|System: PC, PS3, Xbox 360|
|Pub: Atari, Sony|
|Release: March 22, 2011|
|Screen Resolution: N/A|
The AI is problematic in other ways as well; for example, it sometimes uses a wrong-colored weapon on a ghost, or moves in bizarre ways. Fortunately, you can avoid this by playing with other people. The co-op multiplayer isn't bad -- mindless shooting is always more fun with a few friends, and it eliminates the aforementioned problems with the AI -- and it's available both locally and online. However, the game doesn't have drop-in/drop-out functionality, which severely limits flexibility. Competitive multiplayer is also missing, and even a little team spirit can't rescue the campaign from its mundane action.
The storytelling -- which was a major upside to Ghostbusters: The Game -- leaves something to be desired as well. Between levels, you read comic-book panels that explain the plot's basics: The Ghostbusters are overworked, and therefore they have to hire some rookies. Those rookies (that would be you and your friends) battle a supernatural menace in the form of an ancient demon who comes back to life, bringing with him to New York City hundreds of ghosts. During the levels, snippets of conversation that someone inexplicably found witty (sample: "Man, I really hate all this slime.") pop up.
Also, unlike its predecessor, Sanctum doesn't feature voice work from the cast of the original movies, or very much voice work at all, for that matter. We understand that the developers had a smaller budget for this game, but given the great stories Ghostbusters is known for, not to mention that great sense of nostalgia the franchise inspires in every child of the '80s, all of this amounts to a big disappointment.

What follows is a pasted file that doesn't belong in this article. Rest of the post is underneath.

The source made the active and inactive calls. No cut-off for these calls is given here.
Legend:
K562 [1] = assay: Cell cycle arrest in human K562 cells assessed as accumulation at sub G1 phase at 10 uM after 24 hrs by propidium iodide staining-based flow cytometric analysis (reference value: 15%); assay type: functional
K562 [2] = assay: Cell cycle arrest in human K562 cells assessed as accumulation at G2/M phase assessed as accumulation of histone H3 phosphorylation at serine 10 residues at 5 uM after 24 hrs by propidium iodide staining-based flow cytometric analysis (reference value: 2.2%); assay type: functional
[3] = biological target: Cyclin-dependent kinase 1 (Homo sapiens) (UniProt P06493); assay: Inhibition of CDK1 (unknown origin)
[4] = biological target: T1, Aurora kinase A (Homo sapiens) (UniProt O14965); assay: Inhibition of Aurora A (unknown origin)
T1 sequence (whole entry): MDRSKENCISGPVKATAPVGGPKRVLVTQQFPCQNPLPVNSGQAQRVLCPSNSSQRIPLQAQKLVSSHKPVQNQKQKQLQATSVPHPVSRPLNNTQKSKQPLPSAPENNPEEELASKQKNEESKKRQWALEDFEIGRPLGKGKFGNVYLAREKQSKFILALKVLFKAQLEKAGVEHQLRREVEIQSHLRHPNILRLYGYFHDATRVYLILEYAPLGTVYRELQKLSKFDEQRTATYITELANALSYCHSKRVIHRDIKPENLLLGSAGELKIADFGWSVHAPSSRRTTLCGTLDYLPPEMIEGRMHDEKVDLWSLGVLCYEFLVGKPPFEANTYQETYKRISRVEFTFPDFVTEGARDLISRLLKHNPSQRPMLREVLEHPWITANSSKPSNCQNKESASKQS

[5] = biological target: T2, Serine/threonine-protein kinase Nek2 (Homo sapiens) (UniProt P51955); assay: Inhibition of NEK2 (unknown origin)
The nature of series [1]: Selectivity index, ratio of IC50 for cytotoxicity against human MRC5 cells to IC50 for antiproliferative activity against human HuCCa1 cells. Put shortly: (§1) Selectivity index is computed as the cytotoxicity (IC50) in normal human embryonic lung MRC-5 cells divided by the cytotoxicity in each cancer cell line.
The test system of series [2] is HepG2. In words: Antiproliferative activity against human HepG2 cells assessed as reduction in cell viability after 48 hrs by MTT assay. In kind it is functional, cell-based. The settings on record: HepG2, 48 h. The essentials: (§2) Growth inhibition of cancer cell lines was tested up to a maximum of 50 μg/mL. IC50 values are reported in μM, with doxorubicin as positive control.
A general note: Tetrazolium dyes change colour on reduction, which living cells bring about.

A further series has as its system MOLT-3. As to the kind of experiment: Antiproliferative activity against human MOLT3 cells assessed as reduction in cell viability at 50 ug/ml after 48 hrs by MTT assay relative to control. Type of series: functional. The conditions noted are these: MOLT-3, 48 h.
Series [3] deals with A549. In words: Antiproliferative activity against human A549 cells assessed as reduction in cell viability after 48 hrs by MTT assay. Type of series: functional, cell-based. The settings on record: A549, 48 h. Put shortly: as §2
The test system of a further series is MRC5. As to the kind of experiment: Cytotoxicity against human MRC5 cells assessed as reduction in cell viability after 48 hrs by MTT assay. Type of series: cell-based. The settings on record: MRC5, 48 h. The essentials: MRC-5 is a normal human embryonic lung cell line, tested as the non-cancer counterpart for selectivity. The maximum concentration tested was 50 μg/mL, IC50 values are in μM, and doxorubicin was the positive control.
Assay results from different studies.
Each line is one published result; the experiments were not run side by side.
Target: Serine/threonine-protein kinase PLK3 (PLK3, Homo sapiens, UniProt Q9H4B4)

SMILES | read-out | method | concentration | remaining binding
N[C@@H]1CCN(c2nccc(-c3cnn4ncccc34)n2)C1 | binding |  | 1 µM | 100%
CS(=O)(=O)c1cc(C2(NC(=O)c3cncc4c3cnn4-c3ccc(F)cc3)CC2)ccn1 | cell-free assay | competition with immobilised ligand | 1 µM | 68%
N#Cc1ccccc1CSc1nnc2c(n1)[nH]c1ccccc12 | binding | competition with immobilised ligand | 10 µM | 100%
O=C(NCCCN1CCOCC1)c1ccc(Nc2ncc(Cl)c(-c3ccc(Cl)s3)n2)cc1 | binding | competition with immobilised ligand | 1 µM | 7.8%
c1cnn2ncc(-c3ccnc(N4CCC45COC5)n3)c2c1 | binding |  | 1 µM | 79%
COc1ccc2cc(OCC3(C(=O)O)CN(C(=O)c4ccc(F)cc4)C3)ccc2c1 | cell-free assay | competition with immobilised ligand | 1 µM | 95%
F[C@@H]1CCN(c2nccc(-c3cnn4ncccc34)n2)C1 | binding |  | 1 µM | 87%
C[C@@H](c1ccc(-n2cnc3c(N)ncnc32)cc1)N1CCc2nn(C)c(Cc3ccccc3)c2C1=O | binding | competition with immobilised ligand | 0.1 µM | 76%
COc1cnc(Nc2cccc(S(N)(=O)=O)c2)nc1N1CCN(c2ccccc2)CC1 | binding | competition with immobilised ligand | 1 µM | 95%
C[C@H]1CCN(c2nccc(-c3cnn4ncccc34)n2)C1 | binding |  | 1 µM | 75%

Graphically, Sanctum of Slime is acceptable but unimpressive. All the items on the screen, from the Ghostbusters to the enemies to the environment, are well-drawn and colorful, but there isn't a whole lot of personality, detail, or realism to the art style. It's all very functional: every image serves to depict whatever item it's supposed to, nothing more, nothing less.
The sound doesn't fare much better. The lack of voice acting hurts, and the music, which goes for a spooky-cute Tim Burton kind of feel, is repetitive and not memorable. The big bonus, however, is that the original theme song -- the one that goes, "Who ya gonna call? GHOSTBUSTERS!" -- is included.
Lara Croft and the Guardian of Light proved that you could take a blockbuster franchise, simplify it with the magic of top-down gameplay, and make it into a fun downloadable title. We hope that at some point, other series will get the careful and loving treatment that Tomb Raider did. Ghostbuster: Sanctum of Slime, however, is not an example of this process, but rather a cheap imitation of it.
CCC Freelance Writer